Home to 3,000 individual coral reefs stretching across a staggering 1,400 miles (2,300 km), the Great Barrier Reef in Australia is recognised as the biggest living structure on Earth. But the reef is dying and scientists now believe it’s in a “terminal” stage from which it cannot recover.
The reef is home to over 1,500 species of fish, over 100 species of shark and ray, 30 kinds of whales and dolphins and almost 5,000 varieties of molluscs. As well as this, hundreds of non-marine animals—including over 200 species of bird—visit the reef every year. These creatures call the reef their home and without it, many of them cannot survive. But new aerial surveys have revealed that two-thirds of the reef have suffered severe back-to-back bleaching. Events from which it may not be able to recover.
Mass bleaching is a phenomenon caused by global warming-induced rises to sea surface temperatures. The rising temperature causes the coral to lose its endosymbiotic algae, something which provides it with 90% of its energy. After expelling the algae, the coral begins to starve.
The reef has suffered mass bleaching four times in recorded history, and the proximity of the last two events may now mean the reef cannot recover.
After completing aerial surveys, scientists with the Australian Research Council’s Centre of Excellence for Coral Reef Studies discovered 800 individual coral reefs had suffered bleaching. Events in 2016 and 2017 have resulted in two-thirds of the reef being damaged, leaving only the reef’s southern third unscathed.
Professor Terry Hughes, who led the surveys, said the length of time coral needed to recover—about 10 years for fast-growing types—raised serious concerns about the increasing frequency of mass bleaching events. He told The Guardian:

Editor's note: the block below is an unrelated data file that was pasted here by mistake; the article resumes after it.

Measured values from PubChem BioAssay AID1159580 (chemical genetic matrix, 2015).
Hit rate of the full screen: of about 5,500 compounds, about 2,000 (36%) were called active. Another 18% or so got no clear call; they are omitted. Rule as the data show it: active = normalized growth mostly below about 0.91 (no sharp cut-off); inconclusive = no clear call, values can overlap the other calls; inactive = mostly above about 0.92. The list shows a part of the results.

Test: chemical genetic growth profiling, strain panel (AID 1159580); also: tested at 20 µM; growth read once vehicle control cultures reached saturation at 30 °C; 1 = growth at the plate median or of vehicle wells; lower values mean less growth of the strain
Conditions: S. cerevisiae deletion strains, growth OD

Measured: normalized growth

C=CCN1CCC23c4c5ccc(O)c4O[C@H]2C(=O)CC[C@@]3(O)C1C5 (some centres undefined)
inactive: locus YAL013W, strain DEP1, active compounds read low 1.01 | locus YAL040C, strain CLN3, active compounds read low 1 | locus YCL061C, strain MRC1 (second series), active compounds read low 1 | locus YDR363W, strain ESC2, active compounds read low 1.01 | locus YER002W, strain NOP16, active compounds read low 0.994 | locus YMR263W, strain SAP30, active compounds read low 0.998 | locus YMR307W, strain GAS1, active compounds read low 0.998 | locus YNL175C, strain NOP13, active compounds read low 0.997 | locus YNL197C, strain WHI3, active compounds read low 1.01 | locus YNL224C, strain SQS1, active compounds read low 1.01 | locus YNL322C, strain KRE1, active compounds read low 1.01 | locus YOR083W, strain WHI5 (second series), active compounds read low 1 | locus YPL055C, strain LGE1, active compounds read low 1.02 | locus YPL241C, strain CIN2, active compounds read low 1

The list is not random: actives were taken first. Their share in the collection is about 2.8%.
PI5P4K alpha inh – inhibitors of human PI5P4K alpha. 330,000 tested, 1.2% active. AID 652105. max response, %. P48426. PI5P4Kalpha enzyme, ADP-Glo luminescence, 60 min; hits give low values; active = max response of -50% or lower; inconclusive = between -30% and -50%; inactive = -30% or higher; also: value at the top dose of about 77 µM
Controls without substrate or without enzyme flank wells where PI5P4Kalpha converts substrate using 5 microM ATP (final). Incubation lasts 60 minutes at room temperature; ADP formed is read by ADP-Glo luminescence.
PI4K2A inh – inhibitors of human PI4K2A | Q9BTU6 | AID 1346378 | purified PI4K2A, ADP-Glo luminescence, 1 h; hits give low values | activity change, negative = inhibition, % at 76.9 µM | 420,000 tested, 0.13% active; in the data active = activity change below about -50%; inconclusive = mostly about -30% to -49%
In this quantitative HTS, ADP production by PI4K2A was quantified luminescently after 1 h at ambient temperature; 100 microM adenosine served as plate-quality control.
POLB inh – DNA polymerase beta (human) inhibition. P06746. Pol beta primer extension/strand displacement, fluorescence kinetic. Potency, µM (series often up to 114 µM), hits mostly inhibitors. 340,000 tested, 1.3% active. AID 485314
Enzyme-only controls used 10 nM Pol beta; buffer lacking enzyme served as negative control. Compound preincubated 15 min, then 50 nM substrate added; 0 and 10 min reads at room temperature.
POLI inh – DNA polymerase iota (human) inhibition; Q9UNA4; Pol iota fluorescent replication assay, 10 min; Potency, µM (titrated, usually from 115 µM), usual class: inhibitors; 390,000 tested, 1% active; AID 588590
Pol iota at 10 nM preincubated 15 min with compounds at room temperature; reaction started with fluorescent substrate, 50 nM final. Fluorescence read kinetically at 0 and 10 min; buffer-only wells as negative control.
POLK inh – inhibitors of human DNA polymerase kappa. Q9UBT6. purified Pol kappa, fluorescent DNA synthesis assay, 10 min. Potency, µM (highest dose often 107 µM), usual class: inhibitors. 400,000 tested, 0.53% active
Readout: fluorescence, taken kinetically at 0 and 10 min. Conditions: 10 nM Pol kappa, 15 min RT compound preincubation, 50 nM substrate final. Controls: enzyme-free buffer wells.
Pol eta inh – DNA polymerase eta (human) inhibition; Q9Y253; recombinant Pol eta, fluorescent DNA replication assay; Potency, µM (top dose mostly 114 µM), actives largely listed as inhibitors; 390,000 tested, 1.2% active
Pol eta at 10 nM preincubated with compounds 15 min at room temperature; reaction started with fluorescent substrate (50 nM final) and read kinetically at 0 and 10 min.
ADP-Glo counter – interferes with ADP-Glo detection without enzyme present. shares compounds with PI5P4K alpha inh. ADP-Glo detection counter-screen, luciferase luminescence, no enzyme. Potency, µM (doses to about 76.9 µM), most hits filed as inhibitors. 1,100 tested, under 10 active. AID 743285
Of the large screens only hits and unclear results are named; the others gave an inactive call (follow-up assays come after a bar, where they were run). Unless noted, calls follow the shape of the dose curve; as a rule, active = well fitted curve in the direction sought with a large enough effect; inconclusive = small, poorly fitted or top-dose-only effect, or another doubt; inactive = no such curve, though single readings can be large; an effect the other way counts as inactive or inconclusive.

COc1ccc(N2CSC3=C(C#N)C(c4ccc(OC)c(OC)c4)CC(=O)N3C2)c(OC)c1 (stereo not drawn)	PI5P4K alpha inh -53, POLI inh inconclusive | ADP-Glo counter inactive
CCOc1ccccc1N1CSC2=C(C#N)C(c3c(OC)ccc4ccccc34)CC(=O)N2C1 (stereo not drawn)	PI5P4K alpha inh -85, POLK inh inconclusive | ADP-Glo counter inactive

The significance of bleaching this year is that it’s back to back, so there’s been zero time for recovery. It’s too early yet to tell what the full death toll will be from this year’s bleaching, but clearly it will extend 500km south of last year’s bleaching.
Water quality expert Jon Brodie, has devoted much of his life to improving water quality on the reef. But 2017 has proved a disaster year for his team with the compounding effect of back-to-back bleaching and Cyclone Debbie making his job impossible. Speaking to The Guardian, he said:
We’ve given up. It’s been my life managing water quality, we’ve failed. Even though we’ve spent a lot of money, we’ve had no success. Last year was bad enough, this year is a disaster year. The federal government is doing nothing really, and the current programs, the water quality management is having very limited success. It’s unsuccessful.
This news will come as a devastating blow to the scientists, conservationists and groups—like Free the Reef—who’ve worked tirelessly to conserve and protect this incredible wonder. It’ll be incredibly sad to see this beautiful reef perish and the abundance of animals that depend on it.